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An Overview of Carbon Capture Technological Processes from Fossil Fuels Utilization - A Portuguese Strategic Perspective

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An Overview of Carbon Capture Technological Processes from Fossil Fuels Utilization - A Portuguese Strategic Perspective Clemente Pedro Nunes 1, Filomena Pinto 2, Carla Pinheiro 1 1 IST, Campus Alameda,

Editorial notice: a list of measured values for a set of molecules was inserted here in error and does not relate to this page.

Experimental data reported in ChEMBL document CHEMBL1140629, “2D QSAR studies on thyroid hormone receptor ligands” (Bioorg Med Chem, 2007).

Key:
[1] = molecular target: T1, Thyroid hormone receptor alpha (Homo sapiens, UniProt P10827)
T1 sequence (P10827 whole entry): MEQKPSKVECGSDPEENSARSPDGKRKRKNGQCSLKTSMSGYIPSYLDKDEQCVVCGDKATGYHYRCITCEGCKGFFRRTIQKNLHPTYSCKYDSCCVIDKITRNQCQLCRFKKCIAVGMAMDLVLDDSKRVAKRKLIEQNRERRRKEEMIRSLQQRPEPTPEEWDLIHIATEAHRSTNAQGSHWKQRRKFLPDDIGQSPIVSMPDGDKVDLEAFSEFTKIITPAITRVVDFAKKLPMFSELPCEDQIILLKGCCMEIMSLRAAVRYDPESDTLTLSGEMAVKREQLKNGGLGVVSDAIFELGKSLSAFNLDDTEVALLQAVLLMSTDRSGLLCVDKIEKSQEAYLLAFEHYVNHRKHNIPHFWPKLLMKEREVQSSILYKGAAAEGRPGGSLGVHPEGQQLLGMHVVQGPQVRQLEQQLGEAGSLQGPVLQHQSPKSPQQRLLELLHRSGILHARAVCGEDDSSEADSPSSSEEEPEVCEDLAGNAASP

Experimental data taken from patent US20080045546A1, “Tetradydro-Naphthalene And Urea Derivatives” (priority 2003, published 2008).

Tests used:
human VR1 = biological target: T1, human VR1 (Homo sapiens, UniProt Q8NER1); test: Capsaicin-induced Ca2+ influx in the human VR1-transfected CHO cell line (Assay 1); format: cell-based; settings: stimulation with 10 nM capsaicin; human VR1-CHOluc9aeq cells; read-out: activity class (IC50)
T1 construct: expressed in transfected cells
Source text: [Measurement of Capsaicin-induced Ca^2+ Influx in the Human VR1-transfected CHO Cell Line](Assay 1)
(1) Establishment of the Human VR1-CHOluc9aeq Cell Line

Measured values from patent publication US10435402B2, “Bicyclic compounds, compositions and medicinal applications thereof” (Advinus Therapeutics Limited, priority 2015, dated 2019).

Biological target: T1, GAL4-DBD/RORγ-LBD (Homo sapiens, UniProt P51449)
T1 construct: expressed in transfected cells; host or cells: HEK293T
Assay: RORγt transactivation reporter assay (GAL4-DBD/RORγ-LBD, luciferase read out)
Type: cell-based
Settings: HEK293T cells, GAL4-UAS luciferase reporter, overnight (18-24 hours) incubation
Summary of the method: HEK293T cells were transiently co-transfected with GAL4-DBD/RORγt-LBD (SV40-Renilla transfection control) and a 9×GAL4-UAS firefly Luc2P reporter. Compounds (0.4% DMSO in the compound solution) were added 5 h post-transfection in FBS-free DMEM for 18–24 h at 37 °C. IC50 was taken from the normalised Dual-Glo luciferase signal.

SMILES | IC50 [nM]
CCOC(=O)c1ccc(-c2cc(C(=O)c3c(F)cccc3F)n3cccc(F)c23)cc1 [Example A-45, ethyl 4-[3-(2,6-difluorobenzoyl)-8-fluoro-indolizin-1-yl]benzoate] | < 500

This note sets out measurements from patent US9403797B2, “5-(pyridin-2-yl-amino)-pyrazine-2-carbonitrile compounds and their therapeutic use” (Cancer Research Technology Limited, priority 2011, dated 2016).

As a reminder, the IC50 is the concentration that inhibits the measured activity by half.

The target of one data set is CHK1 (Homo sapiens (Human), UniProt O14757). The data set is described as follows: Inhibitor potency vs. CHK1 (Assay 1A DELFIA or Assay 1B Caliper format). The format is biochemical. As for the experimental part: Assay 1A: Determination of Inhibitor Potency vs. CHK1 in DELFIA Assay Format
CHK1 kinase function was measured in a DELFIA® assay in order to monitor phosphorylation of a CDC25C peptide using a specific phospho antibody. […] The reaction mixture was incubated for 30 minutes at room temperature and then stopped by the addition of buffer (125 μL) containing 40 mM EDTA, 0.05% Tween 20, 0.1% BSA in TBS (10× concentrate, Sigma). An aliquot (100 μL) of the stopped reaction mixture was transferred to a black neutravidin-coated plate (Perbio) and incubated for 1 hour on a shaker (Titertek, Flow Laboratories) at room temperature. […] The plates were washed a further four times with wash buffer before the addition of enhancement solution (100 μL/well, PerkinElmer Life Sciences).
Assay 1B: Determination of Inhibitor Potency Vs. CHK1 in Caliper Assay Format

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An Overview of Carbon Capture Technological Processes from Fossil Fuels Utilization - A Portuguese Strategic Perspective Clemente Pedro Nunes 1, Filomena Pinto 2, Carla Pinheiro 1 1 IST, Campus Alameda, Av. Rovisco Pais, 1, Lisboa, Portugal 2 LNEG, Estrada do Paço do Lumiar, Nº 22, Lisboa, Portugal 10 th 11 th March, 2015 CCS in Process Industries - State-of- the-art and Future Opportunities 1 Table of Contents Objectives Introduction Overview of CCS technologies and R&D Needs CO 2 capture Post-combustion capture Pre-combustion/syngas approach Oxy-combustion option Co-combustion and Co-gasification CO 2 Transportation CO 2 Storage and Novel Utilisations Economic analysis of CCS Main Conclusions - The Future CCS and the Portuguese Industry 2 Objectives GNIP Group is a Portuguese Group that promotes energy efficiency in our country, in order to increase its economic competitiveness. GNIP includes Universities, Major Industries and National Laboratories and as such is responsible for the Portuguese participation in IETS. It must be stressed that Portugal has one of the highest shares in the EU in what concerns the use of renewable sources in the overall energy mix, which currently is already around 25%. For GNIP it is essential to evaluate the current status of Carbon Capture and Storage (CCS) technologies in order to better understand the economic consequences of the present and future policies to the Portuguese industry within the framework to be derived at a National and European levels. 3 Introduction Portugal has to work within the EU framework, but its economy has to compete with countries that do not obey to the Kyoto Protocol. As such we have to analyse very carefully the economics of the technologies that reduce the carbon intensivity, in which CCS is included. But we should not forget other perspectives including Carbon Capture and Utilisation (CCU), and also the fact that Europe and Portugal have consistently reduced its share of the worldwide GHG emissions. 4 Introduction - CO 2 Emissions Statistics Fuel shares in global CO 2 emissions: Change in CO 2 emissions by region ( ): Trend in CO 2 emissions from fossil fuel combustion: Source: IEA, CO 2 EMISSIONS FROM FUEL COMBUSTION Highlights, Overview of CCS Technologies CO 2 capture Pre-combustion Capture or Gasification Oxy-combustion Post-combustion Capture Co-combustion and Co-gasification CO 2 Transport CO 2 Storage CCS CCU CO 2 Novel Utilisations Microalgae (artificial photosynthesis) Conversion to Fuels (CH 3 OH, CH 4, etc.) Conversion to polymers Pharmaceuticals, building materials, etc. 6 Overview of CCS Technologies CO 2 Capture Pre-combustion Capture (Gasification) Pre-Combustion Air Air Separation Unit Gas Coal O 2 Reforming Gasification Syngas Cleaning Gas Conditioning CO 2 Capture CO 2 Production of Heat or Power N 2 Oxy-combustion Post-combustion Capture Oxy-Combustion Fuel (Coal or Gas) Combustion Air O CO Air Separation 2 CO 2 (Production of 2 Unit Purification Heat or Power) CO CO 2 N 2 2 Compression and Storrage Post-Combustion Air N Fuel 2, O 2 Combustion CO (Coal or Gas) 2 (Production of CO 2 Capture Heat or Power) Co-combustion and Co-gasification 7 Overview of CCS Technologies CO 2 Capture - Post-combustion Capture Post-Combustion Air Fuel (Coal or Gas) Combustion (Production of Heat or Power) N 2, O 2 CO 2 Capture CO 2 Absorption: Chemical (Amines) Physical (Ionic Liquids) Adsorption Chemical looping: metal oxides as CaO Cryogenic separation Membranes Biofixation by microalgae 8 Overview of CCS Technologies CO 2 Capture - Post-combustion Capture Chemical Absorption Amines Diethanolamine (DEA), Monoethanolamine (MEA) Methyldiethanolamine (MDEA) Physical Absorption Solvents Dimethylether of polyethylene glycol (Selexol process), cold methanol (Rectisol process), propylene carbonate (Fluor solvent process) and sulfolane. Hybrid solvents Purison, Sulfinol (mixture of sulfolane and alkanolamines), MDEA (activated Methyldiethanolamine) and UCARSOL Absorption Benefit Technology available to be used in new or in existing power plants Absorption Drawbacks High degradation rates, mostly due to the presence of contaminants like SO x and NO x Corrosion in the presence of O 2 Need for large scrubbers and great energy requirements for regeneration. Overview of CCS Technologies CO 2 Capture - Post-combustion Capture Adsorption CO 2 is captured by high surface area materials: activated carbons and zeolites. Different technologies: Pressure swing adsorption (PSA), Temperature swing adsorption (TSA) Electrical swing adsorption (ESA) PSA and TSA processes are available at commercial scale Adsorption Drawbacks The energy needed for regeneration in TSA is high The energy needed to achieve high pressure in PSA is high Their capacity and CO 2 selectivity is low Further R&D is needed to develop new adsorbents with higher adsorption capacities and better selectivity 10 Overview of CCS Technologies Calcium Looping Cycle Carbonation CaO(s) + CO 2 (g) Calcination CaCO 3 (s) 11 Overview of CCS Technologies CO 2 Capture - Post-combustion Capture Calcium Looping Cycle Initial high uptake of CO 2 Low energy penalty and operating costs Use of cheap and nontoxic sorbents Purge of CaO: synergies with cement industry Pre-treatment of flue gas is not needed High adsorption capacity for CO 2 at high temperature Production of a pure CO 2 stream for sequestration. Calcium Looping Cycle Drawbacks Sintering of CaO sorbent may occur during high-temperature calcination, causing the sorbent deactivation due to grain growth and pore shrinkage. Decrease of CO 2 capture capacity and stability of the sorbent with increasing number of carbonation/calcination cycles. 12 Overview of CCS Technologies CO 2 Capture - Post-combustion Capture Cryogenic Separation Flue gas is cooled below CO 2 boiling point, to condense CO 2 and separate it from other gases Particulates and other gaseous components may be also removed from flue gas Separation into pure components depends on flue gas composition, as it affects boiling points Liquid CO 2 may be easily transported without compression requirements Cryogenic Separation Drawbacks This process is highly energy dependent and should only be applied to flue gases with high CO 2 concentrations R&D needs are related with the development of more efficient refrigeration processes to allow cryogenic separation to be less energy intensive and more cost competitive 13 Overview of CCS Technologies CO 2 Capture - Post-combustion Capture Membrane Separation Either gas separation membranes or gas absorption membranes may be used In gas absorption membranes, CO 2 diffuses through the membrane and is removed from the gas stream In gas separation membranes, the separation depends on the solubility or diffusivity of the gas molecules in the membrane and on differences in partial pressure from one side of the membrane to the other Membrane Separation Drawbacks A high degree of separation can only be achieved with multiple membrane stages and/or by recycling some streams Several membranes with different characteristics are needed to obtain CO 2 with high purity, due to flue gas several components 14 Overview of CCS Technologies CO 2 Capture - Oxy-combustion Oxy-Combustion Fuel (Coal or Gas) Air Air Separation Unit O 2 Combustion (Production of Heat or Power) CO 2 Purification CO 2 N 2 CO 2 O 2 is used instead of air to avoid N 2 dilution of flue gases Flue gases (mainly CO 2 ) are recirculated to help temperature control during combustion As O 2 is used near stoichiometric conditions (95 a 99%), flue gases main compounds are CO 2 ( 90 a 95% dry basis), steam and minor amounts of SO x e NO x After steam condensation and NO x, SO x and O 2 removal, a CO 2 stream is obtained for storage 15 Overview of CCS Technologies CO 2 Capture - Oxy-combustion Benefits: Production of flue gas without N 2 Avoids the costly post-combustion CO 2 capture processes Drawbacks: Requires an expensive air separation unit (ASU) for oxygen purification Lower efficiency due to the cost of ASU Requires a large portion (roughly 70%) of flue gas stream to be recycled back to the boiler to maintain normal operating temperatures Requires careful sealing to prevent any leakage of air into the flue gas 16 Overview of CCS Technologies CO 2 Capture - Pre-combustion Capture (Gasification) Pre-Combustion Gas Reforming Syngas Cleaning Air Air Separation Unit O 2 CO 2 Capture CO 2 Coal Gasification Gas Conditioning Carbon is removed from the fuel before combustion Gasification to produce syngas, whose main components are: CO, CO 2, H 2 and CH 4 Syngas cleaning to remove particulates: tar, NH 3, H 2 S and HCl Water gas-shift reaction: CO + H 2 O CO 2 + H 2 (41kJ/mol) CO 2 /H 2 separation. A CO 2 stream ready for storage H 2 rich fuel for energy production is obtained 17 Overview of CCS Technologies CO 2 Capture - Pre-combustion Capture (Gasification) Hot Syngas Cleaning Syngas Upgrading Partículates Removal S, Cl, etc. Compounds Abatement Tar and N Compounds Abatement C-based Compounds Abatement Coal Gasification Steam Steam Char H 2 Separation Water gas Shift Reaction Ar / O 2 Syngas (rich in H 2 ) CO 2 Steam 18 Overview of CCS Technologies Implementation of CCS Technologies in Power Plants Ease implementation (also in other industries) High degree of CO 2 purity (99%) Needs completely new installations Low efficiency due to the cost of the air separation unit (ASU)/oxygen purification 19 Overview of CCS Technologies Co-gasification and Co-combustion Different fuels and biomass wastes are mixed before combustion or gasification CO 2 reduction emissions are achieved by: Substituting fossil fuels by biomass/wastes Interaction between different fuels and compositions (coal, biomass and wastes) However, the use of wastes with undesirable elements, such as: halogens, sulphur and heavy metals may lead to the formation of pollutants precursors and thus may oblige to more expensive gas cleaning processes 20 Overview of CCS Technologies CO 2 Transport and Storage CO 2 Transport Before transport CO 2 is compressed to near supercritical conditions Water and other contaminants need to be removed. Transport by pipeline or by ships (large distances) CO 2 Storage Depleted oil and gas reservoirs Use of CO 2 in enhanced oil recovery Deep unused saline water-saturated reservoir rocks Deep unmineable coal seams Use of CO 2 in enhanced coal bed methane recovery Other options (basalts, oil shales, cavities) 21 Economic analysis of CCS To date, most large-scale CCS projects are in OECD countries! This is where key project enablers such as public support programs, marketable opportunities for CO 2, storage assessments and regulatory frameworks are most advanced. Progress must be accelerated in non-oecd countries! 22 Economic analysis of CCS Overall Cost of CCS includes: Cost of capture Cost of compression Cost of transport Cost of storage The cost of capture means the cost of the technological processes by which CO 2 is separated from the other gas components present in the flue gas from the burning of fossil fuels. There have been a limited number of studies of CO 2 capture costs for industrial processes other than power plants and cement plants... 23 Economic analysis of CCS Cost of CO 2 capture is the largest component of the CCS value chain More relevant than the capture cost is the CO 2 avoidance cost: the cost after installation of the capture equipment including the energy penalty with the initial costs. The CO 2 capture step (which includes CO 2 compression) accounts for 80% to 90% of this cost increase. Given the limited experience with capture from power plants at a large scale, there will probably be a period of learning, during which costs will likely decline. 24 Economic analysis of CCS Levelized cost of electricity (LCOE) for new-build power plants with or without CCS Power Plant Type (new-build) Average LCOE without CCS ($/MWh) Average LCOE with CCS ($/MWh) IGCC PCoal NGCC Power plants: IGCC - Integrated Gas Combined Cycle PCoal - Pulverized Coal NGCC - Natural Gas Combined Cycle 25 Economic analysis of CCS Current power plant efficiencies and Capture System Energy Penalty Post-combustion capture on PCoal plants is the most energy-intensive! Power plant type, and capture system type Net plant efficiency (%) without CCS Net plant efficiency (%) with CCS Energy penalty: Added fuel input (%) per net kwh output Existing subcritical PCoal, post-combustion capture New supercritical PCoal, post-combustion capture New supercritical PCoal, oxy-combustion capture New IGCC, pre-combustion capture New natural gas combined cycle, post-combustion capture Source: Carbon Capture: A Technology Assessment, Peter Folger, Notes: All efficiency values are based on the higher heating value (HHV) of fuel. For each plant type, 26 there is a range of efficiencies around the representative values shown here. Economic analysis of CCS List of penalties for existing coal combustion plants: Lower plant efficiency More fuel needed to generate electricity relative to a similar plant without CO 2 capture More solid waste produced More chemicals, such as ammonia and limestone, needed (per unit of electrical output) to control NO x and SO 2 emissions Additional cooling water needed (for current amine capture systems) 27 Economic analysis of CCS Energy penalty for CO 2 capture at supercritical PCoal and IGCC power plants Energy Type and Function Thermal energy for amine solvent regeneration (post-combustion) or loss in water-gas shift reaction (pre-combustion); or, electricity for purified oxygen production (oxy-combustion) Electricity for CO 2 compression Electricity for pumps, fans, etc. Approximate % of Total Energy Penalty ~60 ~30 ~10 Source: E. Rubin et al, Prospects for Improved Carbon Capture Technology, Report, Thermal energy requirements (or losses) for solvent regeneration (in PCoal plants) or for the water-gas shift reaction unit (in IGCC plants) are clearly the largest source of net power losses and the priority area for research to reduce those losses. For oxy-combustion systems, the electrical energy required for the production of purified oxygen is the biggest contributor to the energy penalty. 28 Economic analysis of CCS Estimated cost of CO 2 capture and transportation for various industrial CO 2 Sources Industrial CO 2 Source Cost of CO 2 Capture and Transport ($/Metric ton CO 2 ) Coal and biomass-toliquids Natural gas processing Hydrogen plants to Refineries (Hydrogen) to Ammonia plants Ethanol plants Cement plants Source: U.S. Energy Information Administration Annual Energy Outlook (AEO), Economic analysis of CCS CO 2 capture in the cement industry Up to 2013, no large-scale CO 2 capture projects have been implemented from cement plants. Up to now, a limited number of studies have explicitly estimated the cost of CO 2 avoidance for cement plants. At the moment, the studies we have reviewed suggest that Oxyfuel is estimated to have a lower cost than post-combustion capture, however this does not take into account the costs of oxygen purification. Such views need to be tempered by the technical and economic improvements associated with postcombustion emerging technologies: Calcium looping post-combustion capture technology is an emerging technology for the cement industry. 30 Economic analysis of CCS Main CO 2 capture performance indicators (modelling study) of a reference cement plant with and without CO 2 capture Technology Base case: No Capture Post-combustion Amine scrubbing Postcombustion Ca Looping Oxy-combustion Capture efficiency (%) CO 2 capture energy penalty (kj/kg CO2) * CO 2 in flue Gas (%) * This value does not include the energy consumption costs for oxygen purification. Source: K. Vatopoulos, E. Tzimas, Journal of Cleaner Production, 32 (2012) Advantage of the Calcium Looping (Ca Looping) process over Amine scrubbing, in terms of energy penalty for CO 2 capture. Less capture efficiency for Oxy-combustion technology, less energy penalty (if not taking into account the energy consumption costs for oxygen purification) and higher concentration of CO 2 in the flue gases. 31 Economic analysis of CCS Cement plant performance assumptions and normalised costs of CO 2 avoidance (US$/tCO 2 ) Study Plant Location IEA GHG (2008) Mott MacDonald North East Scotland, UK IEA GHG (2008) Mott MacDonald North East Scotland, UK Australian Industrial CO 2 capture Ho et al. (2011) Australia Guangdong Cement Plant CCS study Liang and Li (2012) Guangdong, China Capture Technology PC-MEA Oxyfuel PC-MEA PC-MEA (retrofit) CO 2 Avoided (kt/y) CO 2 Captured (kt/y) Cost of CO 2 emissions avoided (US$/tCO 2 ) adjusted* Insufficient information * Adjusted to common location (Europe), fuel cost ( 2.5/GJ for coal) and discount rate (10%). Source: Li et al., Energy Policy, 61 (2013) PC-MEA Post-combustion Mono Ethanol Amine For cement plants, Oxyfuel is estimated to have a lower CO 2 avoided cost compared to post-combustion capture, but it has a lower capture efficiency 32 and requires high energy consumption costs in oxygen purification!! 83.8 The Future 33 Main Conclusions - The Future Main actions for the period from now to 2020 include: Introduction of financial support mechanisms for research, development and demonstration, and facilitation of multi-lateral financing, Complete the legal and regulatory frameworks at the international, national and provincial levels, Increase efforts towards public and stakeholders awareness, Support the introduction of CCS in non-oecd countries through technology exchange and financial support, CO 2 -EOR implementation outside of North America, Generalise the capture-ready concept for new plants, Continue the knowledge capture from existing projects, Increase the investments in technologies to decrease the capture cost. (International Energy Agency (IEA), Technology Roadmap: CO2 Capture and Storage, OECD/IEA, Paris, 2013) Main Conclusions - The Future In the subsequent decade (from 2020 to 2030) key actions are the following: Manage the transition from demonstration to large-scale deployment, Support the development of the required infrastructure, e.g. main CO 2 transport pipelines, Standardise practices for storage, including monitoring and verification, Continue the development and deployment of capture technologies and minimise the electricity output penalty, Expand CCS use in the industry (steel, cement, refineries, pulp and paper), Increased participation of non-oecd countries in the large-scale deployment of CCS. (International Energy Agency (IEA), Technology Roadmap: CO2 Capture and Storage, OECD/IEA, Paris, 2013) 35 CCS and the Portuguese Industry As it was shown in slide 29 the cost of capture and transportation of CO 2 is estimated between 36 and 81 US$/Metric ton CO 2, and this does not yet include the storage costs that can also be considerable. Of course, in the case of Portugal we can give as an alternative, a great contribution to CCU, by optimizing the use of our forests that cover more than 36% of our territory, to absorb in a sustainable way CO 2 from the atmosphere. As such, we consider that any political attempt to increase the value of the carbon taxes in order to force an uneconomical introduction of CCS technologies in industry, shall have to be made on a worldwide scale. 36 CCS and the Portuguese Industry For the portuguese industry, taking into account the tremendous economic and financial challenges that our country has been recently facing, we think that it is unconceivable to have to accommodate any extra charge that will hinder even more its competitiveness towards other countries, that would not have to apply any carbon tax. So: Either there is a technological breakthrough that makes CCS economical or There will have to be a worldwide level playing field in terms of carbon tax. But we certainly look forward to receiving new technological insights during this fascinating Internationa